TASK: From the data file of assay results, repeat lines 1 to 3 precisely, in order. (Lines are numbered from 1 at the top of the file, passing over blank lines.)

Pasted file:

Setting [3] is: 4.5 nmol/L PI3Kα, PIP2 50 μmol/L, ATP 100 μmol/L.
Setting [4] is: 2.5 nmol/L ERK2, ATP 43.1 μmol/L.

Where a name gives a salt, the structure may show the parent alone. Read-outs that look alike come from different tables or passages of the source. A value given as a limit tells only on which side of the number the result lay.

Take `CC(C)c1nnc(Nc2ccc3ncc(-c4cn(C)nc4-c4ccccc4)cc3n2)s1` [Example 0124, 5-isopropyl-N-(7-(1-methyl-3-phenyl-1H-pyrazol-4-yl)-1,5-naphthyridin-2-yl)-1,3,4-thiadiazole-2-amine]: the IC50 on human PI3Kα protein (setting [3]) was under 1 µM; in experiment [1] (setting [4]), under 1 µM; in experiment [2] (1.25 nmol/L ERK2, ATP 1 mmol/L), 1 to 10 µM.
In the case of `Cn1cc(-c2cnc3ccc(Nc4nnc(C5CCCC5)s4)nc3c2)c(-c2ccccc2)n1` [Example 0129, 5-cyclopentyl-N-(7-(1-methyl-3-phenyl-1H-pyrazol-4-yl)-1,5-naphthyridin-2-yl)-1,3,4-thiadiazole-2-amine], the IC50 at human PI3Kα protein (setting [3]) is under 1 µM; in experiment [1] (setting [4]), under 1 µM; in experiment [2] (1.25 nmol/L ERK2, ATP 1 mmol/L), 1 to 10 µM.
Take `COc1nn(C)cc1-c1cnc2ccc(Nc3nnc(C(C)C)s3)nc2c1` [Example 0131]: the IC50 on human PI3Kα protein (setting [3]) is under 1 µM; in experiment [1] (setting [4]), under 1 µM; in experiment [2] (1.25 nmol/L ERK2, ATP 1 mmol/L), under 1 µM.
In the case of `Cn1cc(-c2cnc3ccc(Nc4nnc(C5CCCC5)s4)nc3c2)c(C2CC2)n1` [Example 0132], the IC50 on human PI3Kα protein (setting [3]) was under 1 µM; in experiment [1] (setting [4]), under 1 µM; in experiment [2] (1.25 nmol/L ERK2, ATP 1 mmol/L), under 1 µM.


Setting [3] is: 4.5 nmol/L PI3Kα, PIP2 50 μmol/L, ATP 100 μmol/L.
Setting [4] is: 2.5 nmol/L ERK2, ATP 43.1 μmol/L.

Where a name gives a salt, the structure may show the parent alone. Read-outs that look alike come from different tables or passages of the source. A value given as a limit tells only on which side of the number the result lay.